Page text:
Archive for the ‘West Virginia’ Category

The 5’9” Tavon Austin is not a physical specimen on the surface, but the young man from Baltimore, Maryland is probably the most intriguing prospect in this year’s class. In his time as a Mountaineer, Austin played both running back and wide receiver, both at a pretty high level. Before I really dove into his film, I wasn’t as high on Tavon as some of the analysts seem to be; however, while I was very impressed by what I saw of him, I still have some questions regarding Austin.

Austin has that “special” factor that some scouts really look for in offensive playmakers. Tavon runs unlike anyone I have ever had to privilege of watching before in my life. He runs a sub-4.3 40-yard dash and looks even faster than that on a game field. There is not a person I can think of in the history of sports than stops and starts any better than Austin does; it is amazing some of the plays he made by stopping on a dime, changing direction, and kicking it right back in to gear again.

While at West Virginia, Tavon posted some phenomenal numbers as a receiver. In 2012, Austin had over 100 catches for well over 1000 yards and 12 touchdowns. Tavon even had a respectable season as a running back posting 643 yards; of course half of those yards came in an unbelievable performance against Oklahoma.

There are a lot of people that are in love with Tavon Austin, and they have good reason to be. There simply aren’t many human beings with the running ability and agility of Austin. Personally though, I’m not convinced that he will be able to translate his skills into the NFL.

Before I start getting too negative, I do want to add some more positive aspects of Tavon’s game. Austin has some solid hands; I am not too high on Geno Smith so it was good to see Tavon make some great catches with a quarterback that I consider far from elite. Also, from what I can tell, Austin appears to be a good teammate and a hard worker, which will certainly help him in his transition to the next level.

My biggest concern with Austin is that I’m not really sure if he is a great all-around receiver. From what I saw, Tavon didn’t seem like a great route runner; in fact I would call some of his routes downright abysmal. Now this wasn’t a problem for him at West Virginia, from what I watched even when he ran a poor route he was still able to make the catch against bad coverage. His slants weren’t very crisp and he rounded his outs far too often in the film I watched.

I am not saying that Tavon is bound to be a bust because of this, far from it. I am simply curious as to how he will respond when the coverage is tighter and the game is faster. Tavon has all sorts of potential, but if he wants to be great he has to evolve as a route runner so that he can create the separation he needs to make plays. Honestly, I am also curious as to how he will be used in an NFL offense that more often than not requires more precision in route running than Tavon has. I wonder if the team that drafts him will consider giving Austin any snaps at the running back position.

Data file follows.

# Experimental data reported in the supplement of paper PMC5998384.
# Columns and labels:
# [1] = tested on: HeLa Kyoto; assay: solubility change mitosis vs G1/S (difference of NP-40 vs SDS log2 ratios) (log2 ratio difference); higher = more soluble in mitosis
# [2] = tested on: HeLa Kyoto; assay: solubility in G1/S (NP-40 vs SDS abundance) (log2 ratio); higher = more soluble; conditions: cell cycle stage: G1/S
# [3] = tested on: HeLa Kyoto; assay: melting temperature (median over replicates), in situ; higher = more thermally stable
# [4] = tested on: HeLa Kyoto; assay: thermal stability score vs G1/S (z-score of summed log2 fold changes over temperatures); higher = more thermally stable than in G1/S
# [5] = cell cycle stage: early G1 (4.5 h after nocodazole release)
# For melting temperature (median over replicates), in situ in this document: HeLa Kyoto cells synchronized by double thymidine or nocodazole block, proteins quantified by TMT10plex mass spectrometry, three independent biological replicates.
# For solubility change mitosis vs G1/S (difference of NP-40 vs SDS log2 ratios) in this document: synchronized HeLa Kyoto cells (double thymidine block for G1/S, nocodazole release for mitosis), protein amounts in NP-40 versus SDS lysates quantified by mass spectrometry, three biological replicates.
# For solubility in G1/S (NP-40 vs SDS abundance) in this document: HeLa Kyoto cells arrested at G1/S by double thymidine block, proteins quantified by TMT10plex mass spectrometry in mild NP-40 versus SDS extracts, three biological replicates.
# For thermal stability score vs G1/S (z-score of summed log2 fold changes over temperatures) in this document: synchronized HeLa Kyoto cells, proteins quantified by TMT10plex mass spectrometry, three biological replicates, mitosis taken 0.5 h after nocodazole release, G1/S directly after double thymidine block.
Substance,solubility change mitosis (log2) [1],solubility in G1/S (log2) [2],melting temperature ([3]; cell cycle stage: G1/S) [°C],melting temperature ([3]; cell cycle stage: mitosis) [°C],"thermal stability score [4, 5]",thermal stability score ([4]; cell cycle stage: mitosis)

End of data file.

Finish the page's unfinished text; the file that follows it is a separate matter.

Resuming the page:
Tavon is going to open a lot of eyes this weekend at the combine in Indy. I expect him to break at least a couple of records in drills and impress a lot of NFL scouts. He will not go any later than the bottom of the first round and probably shouldn’t. I now for a fact there will be at least a dozen head coaches who will be dreaming of how to use someone like this in their offense. Tavon can make a big impact right away if he can work on refining his route running and learn to create separation at the next level.

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Geno Smith

Geno Smith rears back to throw in a game in 2012. Smith is now one of the top quarterbacks in the 2013 draft class.

When one is thinking about who the next RGIII or Russell Wilson is could be, for this draft class, pictures of West Virginia quarterback Geno Smith might pop into their heads. At least, they have for me. Smith, who was a Heisman Trophy candidate last year and threw for school-records of 11,662 yards and 98 touchdowns during his career as a Mountaineer is now one of the top quarterbacks available in this year’s draft class.

Now, I will evaluate Smith on these categories: Accuracy Short, Accuracy Deep, Accuracy Outside the Pocket, Arm Strength, Clutch, Decision-Making, Mechanics, Mobility, Pocket Pressure, Health, and Overall.

ACCURACY SHORT: 

I was very impressed with Geno Smith’s short accuracy. He throws short balls on a rope exactly where they need to be so that only his receiver can grab them. He can fit a throw into the smallest of windows and really isn’t afraid to throw any pass. His short passes are usually on target, and it’s hard to imagine that anyone in this draft class is more accurate in this regard. at 3:43 of the Baylor game, Smith throws a short fade to Stedman Bailey for a touchdown that showcases Smith’s short accuracy. He does basically fall apart when pressured, but I will get into that later. 9.0/10.0

ACCURACY DEEP: